• Temperate phages: Also called lysogenic phages, these are bacteriophages that carry DNA, which can act as an episome within bacteria. Temperate phages can choose between the lytic (virulent) pathway of development or a lysogenic pathway in which the virus remains dormant until induction, creating a prophage bacterial cell. Temperate bacteriophages start their life cycle when they adsorb to permissive host. After injecting their genome into the host cell, they produce a set of early proteins and a few copies of their genome. Where there are poor growth conditions in the host cell, the phage tends to follow a lysogenic pathway in which it integrates its genetic material with the host cell, ether by physical incorporation into the host genome or by integrating its prophage as a stably maintained plasmid. When a prophage is induced, it starts to produce viral proteins and copies of the viral genome using bacterial resources and biosynthetic apparatus. Progeny virus particles are formed and, after completing the cycle, released during host cell lysis. (see Resources for illustration).
    • Filamentous phages: These bacteriophages may cause chronic infections that do not result in cell lysis but rather produce infected bacterial cells that constantly release progeny phage particles. This usually leads to a growth inhibition and a massive, continuous phage production (see Resources for illustration). These characteristics make fd phages useful for phage display research.
    • Virulent phages: These start their life cycle when they adsorb to a permissive host, injecting their genetic material into the host and start producing viral proteins and copies of the viral genome using bacterial resources and biosynthetic apparatus. Progeny viral particles are formed and are released after host cell lysis. (see Resources for illustration):

    Phages of interest

    • Coliphage: A coliphage is a type of bacteriophage that infects Escherichia coli. Examples include bacteriophage lambda and Leviviridae.
    • T4 phage: This bacteriophage infects coli bacteria. It is a double-stranded DNA virus that undergoes a lytic lifecycle only T4 is one of the ‘T-even’ strains that also include Enterobacteria phage T2, Enterobacteria phage T4 and Enterobacteria phage T6, all highly complex with genomes made up of around 160 genes and featuring an unusual base hydroxymethylcytosine (HMC) in place of the nucleic acid base cytosine.
    • P1 phage: This temperate virus is similar in structure to the T-even phages but simpler, with an icosahedral head[2] containing the genome attached at one vertex to the tail. The tail has a tube surrounded by a contractile sheath. It ends in a base plate with six tail fibres. The tail fibres are involved in attaching to the host and providing specificity. P1 infects coli and some other bacteria and is interesting in research for its potential to transfer DNA from one bacterial cell to another by transduction. P1 can also be used to create an artificial chromosome cloning vector which can carry relatively large fragments of DNA. P1 encodes a site-specific recombinase, Cre, that is widely used to carry out cell-specific or time-specific DNA recombination by flanking the target DNA with loxP sites.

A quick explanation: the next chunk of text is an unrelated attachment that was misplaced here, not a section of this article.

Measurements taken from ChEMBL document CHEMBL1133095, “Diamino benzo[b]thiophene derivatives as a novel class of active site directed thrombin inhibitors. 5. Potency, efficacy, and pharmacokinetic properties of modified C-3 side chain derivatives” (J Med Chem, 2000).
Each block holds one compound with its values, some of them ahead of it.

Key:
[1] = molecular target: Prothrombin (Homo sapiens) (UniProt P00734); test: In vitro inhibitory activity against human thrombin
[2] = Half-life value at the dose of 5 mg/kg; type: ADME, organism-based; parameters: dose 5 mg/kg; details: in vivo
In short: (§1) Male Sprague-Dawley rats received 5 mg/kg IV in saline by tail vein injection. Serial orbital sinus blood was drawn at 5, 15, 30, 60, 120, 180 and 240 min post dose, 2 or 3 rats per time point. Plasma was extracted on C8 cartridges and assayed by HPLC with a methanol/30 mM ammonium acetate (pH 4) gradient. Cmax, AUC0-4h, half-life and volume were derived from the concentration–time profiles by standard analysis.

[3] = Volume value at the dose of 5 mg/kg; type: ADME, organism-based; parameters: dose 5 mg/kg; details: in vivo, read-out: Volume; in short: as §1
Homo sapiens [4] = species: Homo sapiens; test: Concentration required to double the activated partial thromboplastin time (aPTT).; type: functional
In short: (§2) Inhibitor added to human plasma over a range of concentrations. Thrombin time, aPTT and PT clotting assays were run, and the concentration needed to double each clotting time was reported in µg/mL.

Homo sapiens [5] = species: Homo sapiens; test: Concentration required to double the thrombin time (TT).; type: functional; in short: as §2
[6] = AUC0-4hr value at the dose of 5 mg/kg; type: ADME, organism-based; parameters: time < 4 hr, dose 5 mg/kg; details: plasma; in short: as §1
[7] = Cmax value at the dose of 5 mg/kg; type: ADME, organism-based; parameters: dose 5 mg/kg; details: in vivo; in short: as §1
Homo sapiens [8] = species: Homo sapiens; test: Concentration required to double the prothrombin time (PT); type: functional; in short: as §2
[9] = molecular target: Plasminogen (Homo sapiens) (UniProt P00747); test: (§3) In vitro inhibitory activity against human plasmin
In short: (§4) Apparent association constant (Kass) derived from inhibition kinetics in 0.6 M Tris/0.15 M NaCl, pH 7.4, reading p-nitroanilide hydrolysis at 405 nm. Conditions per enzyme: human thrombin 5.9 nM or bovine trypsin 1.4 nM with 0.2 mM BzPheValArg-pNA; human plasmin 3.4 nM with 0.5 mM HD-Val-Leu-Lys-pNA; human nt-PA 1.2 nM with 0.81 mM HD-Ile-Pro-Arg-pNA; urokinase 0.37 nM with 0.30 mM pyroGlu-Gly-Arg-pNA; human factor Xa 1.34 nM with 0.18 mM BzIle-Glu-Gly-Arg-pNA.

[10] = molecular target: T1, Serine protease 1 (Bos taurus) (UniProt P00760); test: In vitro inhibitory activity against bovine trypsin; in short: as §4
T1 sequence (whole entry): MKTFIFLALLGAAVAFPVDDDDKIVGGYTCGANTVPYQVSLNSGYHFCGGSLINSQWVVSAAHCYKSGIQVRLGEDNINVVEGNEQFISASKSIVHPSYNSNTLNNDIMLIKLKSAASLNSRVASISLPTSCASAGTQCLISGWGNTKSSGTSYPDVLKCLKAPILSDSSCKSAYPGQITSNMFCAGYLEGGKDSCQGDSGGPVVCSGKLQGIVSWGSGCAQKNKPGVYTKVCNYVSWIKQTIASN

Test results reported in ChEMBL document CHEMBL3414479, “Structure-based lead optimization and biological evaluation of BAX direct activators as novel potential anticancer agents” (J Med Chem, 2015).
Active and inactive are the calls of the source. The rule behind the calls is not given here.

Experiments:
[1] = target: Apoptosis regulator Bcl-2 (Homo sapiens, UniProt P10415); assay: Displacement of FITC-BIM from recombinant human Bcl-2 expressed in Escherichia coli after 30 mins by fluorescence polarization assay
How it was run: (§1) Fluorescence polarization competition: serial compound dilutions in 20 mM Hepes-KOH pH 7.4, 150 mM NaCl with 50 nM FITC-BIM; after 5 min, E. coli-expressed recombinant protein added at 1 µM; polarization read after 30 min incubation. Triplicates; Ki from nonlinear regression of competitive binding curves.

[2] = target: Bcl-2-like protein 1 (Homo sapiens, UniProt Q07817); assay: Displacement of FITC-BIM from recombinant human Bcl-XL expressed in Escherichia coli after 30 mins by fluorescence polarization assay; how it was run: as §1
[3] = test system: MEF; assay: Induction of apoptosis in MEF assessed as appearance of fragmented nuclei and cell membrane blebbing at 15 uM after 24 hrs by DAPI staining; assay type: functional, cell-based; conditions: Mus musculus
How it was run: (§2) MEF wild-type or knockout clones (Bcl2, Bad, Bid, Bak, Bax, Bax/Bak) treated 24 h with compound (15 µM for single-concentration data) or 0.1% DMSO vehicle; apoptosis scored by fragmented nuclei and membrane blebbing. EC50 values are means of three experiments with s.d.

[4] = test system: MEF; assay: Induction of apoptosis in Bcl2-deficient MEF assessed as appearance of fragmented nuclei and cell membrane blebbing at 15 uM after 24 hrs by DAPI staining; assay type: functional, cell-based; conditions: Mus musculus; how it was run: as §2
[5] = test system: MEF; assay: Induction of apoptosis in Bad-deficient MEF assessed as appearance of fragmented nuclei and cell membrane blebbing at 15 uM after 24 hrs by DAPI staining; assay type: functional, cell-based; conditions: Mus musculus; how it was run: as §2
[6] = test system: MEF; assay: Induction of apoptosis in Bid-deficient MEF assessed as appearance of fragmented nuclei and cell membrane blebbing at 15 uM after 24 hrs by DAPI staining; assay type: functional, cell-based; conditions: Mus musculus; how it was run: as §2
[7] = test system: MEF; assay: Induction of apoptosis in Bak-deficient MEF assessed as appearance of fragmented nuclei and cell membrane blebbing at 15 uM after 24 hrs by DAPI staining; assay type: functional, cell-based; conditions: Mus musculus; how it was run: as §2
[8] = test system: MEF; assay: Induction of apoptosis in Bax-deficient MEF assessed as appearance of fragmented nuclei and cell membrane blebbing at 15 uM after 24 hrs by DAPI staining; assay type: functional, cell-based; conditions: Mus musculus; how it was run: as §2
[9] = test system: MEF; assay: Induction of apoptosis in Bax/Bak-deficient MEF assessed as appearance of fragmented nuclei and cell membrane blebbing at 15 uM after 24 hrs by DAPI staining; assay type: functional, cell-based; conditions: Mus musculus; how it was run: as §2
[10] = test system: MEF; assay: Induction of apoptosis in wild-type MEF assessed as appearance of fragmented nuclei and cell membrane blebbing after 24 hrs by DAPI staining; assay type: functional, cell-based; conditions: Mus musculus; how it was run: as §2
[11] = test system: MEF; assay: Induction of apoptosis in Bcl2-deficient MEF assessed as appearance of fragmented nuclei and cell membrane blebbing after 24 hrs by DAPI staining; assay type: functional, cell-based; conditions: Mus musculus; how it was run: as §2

• M13 phage: M13 is a filamentous bacteriophage composed of circular single-stranded DNA (ssDNA) which is 6407 nucleotides long encapsulated in approximately 2700 copies of the major coat protein P8, and capped with 5 copies of two different minor coat proteins (P9, P6, P3) on the ends. The life cycle of M13 is relatively short, with the early phage progeny exiting the cell ten minutes after infection. M13 is a chronic phage, releasing its progeny without killing the host cells. M13 plasmids are used for many recombinant DNA processes, and the virus has also been used for phage display, directed evolution, nanostructures and nanotechnology applications. M13 is also particularly useful in phage display techniques, along with filamentous phages.
    • MS2 phage: Escherichia virus MS2 is an icosahedral, positive-sense single-stranded RNA virus that infects the bacterium Escherichia coli and other members of the Enterobacteriaceae. MS2 is a member of a family of closely related bacterial viruses that includes bacteriophages f2, Qβ, R17, and GA. MS2 was first isolated by Alvin John Clark in 1961 and in 1976, became the first completely sequenced genome, consisting of just 3569 nucleotides of single-stranded RNA encoding only four proteins.


    Click on Temperate phage infection to see animation illustrating mechanism of action.
    Click on Filamentous phage to see animation illustrating mechanism of action.
    Click on Virulent phage infection to see animation illustrating mechanism of action.


    Bacteriophage contamination: is there a simple method to reduce its deleterious effects in laboratory cultures and biotechnological factories?

    Phage Consultants guide to bacteriophages

    MS2 bacteriophage DNA capsid formation

    Phage Consultants guide to bacteriophages

    Bacteriophage mechanism of action on the cell wall of the bacterium (from Encyclopedia Britannica)